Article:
No Wine Can Do So Much
Not too long ago I bitched and moaned about a few bottles of wine that died in the bottle earlier than I expected them to. I lamented their passing as though it was something of significance. This weekend, when Tucker finally died, I was forced to recall that any grief we feel over something so trivial as a few bottles of wine tasting bad after time can only result when we let narcissism shield us from the leveling effects of context.
It was just old chardonnay. Tucker, on the other hand, was the 16 year-old family companion that slept at the edge of the bed, explored with us on walks in the park, chased and subdued chickens that strayed into our yard, taught me the necessity of learning how to bribe delivery people so as to avoid a dog bite claim with the insurance company, and never failed to greet me at the door with a wag and a jig.
Old Chardonnay never did so much for me or with me.
I think the frail, near-blind, deaf, 16 year-old Jack Russell Terrier took his own life. We found him in the pool on Saturday. Floating. Even in his elderly condition, Tucker never mistook the edge of the pool for somewhere to be.
I think he tired of the pain and simply walked it off. But in using the pool to make his exit, good old Tucker made sure he performed one more, final, public display of will and ego.
In his younger days Tucker was quite a show off. He’d do tricks, bound over very tall impediments, place dead squirrels and chickens on our bed for us to admire his accomplishments, alert us to coming delivery people before they even stopped the truck in front of our house, and fearlessly attack rattle snakes with his semi-ferocious bark while staying just far enough away from it to remain safe, but also look a little brave.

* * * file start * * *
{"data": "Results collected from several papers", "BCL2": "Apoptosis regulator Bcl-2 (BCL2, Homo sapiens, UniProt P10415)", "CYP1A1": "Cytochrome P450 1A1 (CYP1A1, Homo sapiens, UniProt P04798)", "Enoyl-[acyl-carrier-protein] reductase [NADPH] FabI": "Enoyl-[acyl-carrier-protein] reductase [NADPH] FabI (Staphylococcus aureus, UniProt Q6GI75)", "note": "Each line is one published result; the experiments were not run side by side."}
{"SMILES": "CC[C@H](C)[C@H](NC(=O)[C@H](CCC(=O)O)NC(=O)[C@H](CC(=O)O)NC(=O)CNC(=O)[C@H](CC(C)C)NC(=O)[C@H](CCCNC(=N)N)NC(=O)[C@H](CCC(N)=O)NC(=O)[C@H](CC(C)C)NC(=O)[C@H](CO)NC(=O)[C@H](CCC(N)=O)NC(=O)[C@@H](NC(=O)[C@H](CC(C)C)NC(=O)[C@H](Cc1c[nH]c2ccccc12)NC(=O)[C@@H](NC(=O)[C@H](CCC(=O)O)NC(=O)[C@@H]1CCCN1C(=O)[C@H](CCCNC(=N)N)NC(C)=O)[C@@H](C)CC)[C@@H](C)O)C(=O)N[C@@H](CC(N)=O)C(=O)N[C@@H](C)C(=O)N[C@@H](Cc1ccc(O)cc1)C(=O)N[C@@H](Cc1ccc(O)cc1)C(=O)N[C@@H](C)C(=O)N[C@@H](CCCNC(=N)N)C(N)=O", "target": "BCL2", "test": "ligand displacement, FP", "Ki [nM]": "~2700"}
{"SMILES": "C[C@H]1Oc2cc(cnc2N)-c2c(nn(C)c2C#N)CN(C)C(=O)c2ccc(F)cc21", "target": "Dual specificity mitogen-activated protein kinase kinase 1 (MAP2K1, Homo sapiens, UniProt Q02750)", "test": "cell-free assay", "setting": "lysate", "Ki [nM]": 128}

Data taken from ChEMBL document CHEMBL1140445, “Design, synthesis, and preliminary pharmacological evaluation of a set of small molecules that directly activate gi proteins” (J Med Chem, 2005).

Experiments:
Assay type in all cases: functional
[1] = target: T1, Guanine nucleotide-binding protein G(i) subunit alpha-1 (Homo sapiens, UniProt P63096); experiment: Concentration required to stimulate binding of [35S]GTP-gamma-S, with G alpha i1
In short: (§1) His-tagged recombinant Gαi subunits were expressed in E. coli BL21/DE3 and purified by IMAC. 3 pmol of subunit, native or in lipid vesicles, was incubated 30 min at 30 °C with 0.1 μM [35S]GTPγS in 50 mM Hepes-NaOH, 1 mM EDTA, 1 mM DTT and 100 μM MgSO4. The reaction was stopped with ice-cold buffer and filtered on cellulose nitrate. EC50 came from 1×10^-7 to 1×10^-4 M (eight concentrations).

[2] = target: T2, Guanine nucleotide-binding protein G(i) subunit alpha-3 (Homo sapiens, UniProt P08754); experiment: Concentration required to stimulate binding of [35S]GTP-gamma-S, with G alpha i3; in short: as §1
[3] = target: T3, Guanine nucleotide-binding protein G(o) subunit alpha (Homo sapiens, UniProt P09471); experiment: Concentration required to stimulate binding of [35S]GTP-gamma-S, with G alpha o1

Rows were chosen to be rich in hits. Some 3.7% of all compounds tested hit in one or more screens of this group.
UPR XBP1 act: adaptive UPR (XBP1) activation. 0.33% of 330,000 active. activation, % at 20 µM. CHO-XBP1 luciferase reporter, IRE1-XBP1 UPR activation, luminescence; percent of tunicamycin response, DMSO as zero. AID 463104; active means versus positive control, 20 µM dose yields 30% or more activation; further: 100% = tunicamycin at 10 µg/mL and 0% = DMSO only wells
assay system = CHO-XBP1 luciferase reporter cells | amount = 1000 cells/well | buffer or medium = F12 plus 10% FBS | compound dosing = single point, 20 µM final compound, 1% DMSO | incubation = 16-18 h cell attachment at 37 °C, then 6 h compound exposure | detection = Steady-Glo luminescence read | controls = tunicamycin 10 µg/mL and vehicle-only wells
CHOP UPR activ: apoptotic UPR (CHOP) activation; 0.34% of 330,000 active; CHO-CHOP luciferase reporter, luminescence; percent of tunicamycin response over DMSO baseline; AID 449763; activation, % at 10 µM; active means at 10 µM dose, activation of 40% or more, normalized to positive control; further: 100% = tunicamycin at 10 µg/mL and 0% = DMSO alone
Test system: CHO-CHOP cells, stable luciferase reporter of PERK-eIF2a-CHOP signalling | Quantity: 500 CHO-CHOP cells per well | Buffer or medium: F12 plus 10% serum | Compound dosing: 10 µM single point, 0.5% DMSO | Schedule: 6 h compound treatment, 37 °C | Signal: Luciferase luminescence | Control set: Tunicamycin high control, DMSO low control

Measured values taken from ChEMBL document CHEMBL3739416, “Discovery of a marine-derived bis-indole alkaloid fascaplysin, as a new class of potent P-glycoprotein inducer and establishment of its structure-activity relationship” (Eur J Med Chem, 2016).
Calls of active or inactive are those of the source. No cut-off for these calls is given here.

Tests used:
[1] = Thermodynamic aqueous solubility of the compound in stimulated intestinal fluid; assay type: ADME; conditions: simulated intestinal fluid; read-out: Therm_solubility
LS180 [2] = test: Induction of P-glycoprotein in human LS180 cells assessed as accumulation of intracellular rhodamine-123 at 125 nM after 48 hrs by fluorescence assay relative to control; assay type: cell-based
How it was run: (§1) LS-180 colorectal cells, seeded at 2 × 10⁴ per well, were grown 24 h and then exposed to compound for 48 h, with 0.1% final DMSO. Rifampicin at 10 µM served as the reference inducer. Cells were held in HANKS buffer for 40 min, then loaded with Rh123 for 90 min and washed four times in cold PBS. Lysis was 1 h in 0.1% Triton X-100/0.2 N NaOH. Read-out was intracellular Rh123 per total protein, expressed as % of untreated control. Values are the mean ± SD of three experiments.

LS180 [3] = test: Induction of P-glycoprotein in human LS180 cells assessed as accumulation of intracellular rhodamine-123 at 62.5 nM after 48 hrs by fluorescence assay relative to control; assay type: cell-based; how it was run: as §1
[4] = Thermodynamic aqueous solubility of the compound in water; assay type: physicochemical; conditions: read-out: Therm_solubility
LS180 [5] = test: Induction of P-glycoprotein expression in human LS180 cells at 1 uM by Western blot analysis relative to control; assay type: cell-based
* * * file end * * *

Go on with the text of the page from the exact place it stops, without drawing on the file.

Tucker was a show off.
Not so much in his final two years when age really crippled his ego and desire for attention. However, I do think he walked into the pool as a way not only of ending his pain, but as a final and thoroughly Tuckerian effort to show off. After all, he could have done what so many other dogs do: find a private place to lay down and die. He choose something much more public.
No wine can take its own life. No wine can down chickens that stray into its cellar. No wine can give such pleasure to so many people. No wine can do a welcoming jig. And no wine can choose its method of death so as to deliver one final gesture of ego and self confidence. Tucker could do all that.
All of a sudden I don’t miss the dead Chardonnays. I do miss Tucker.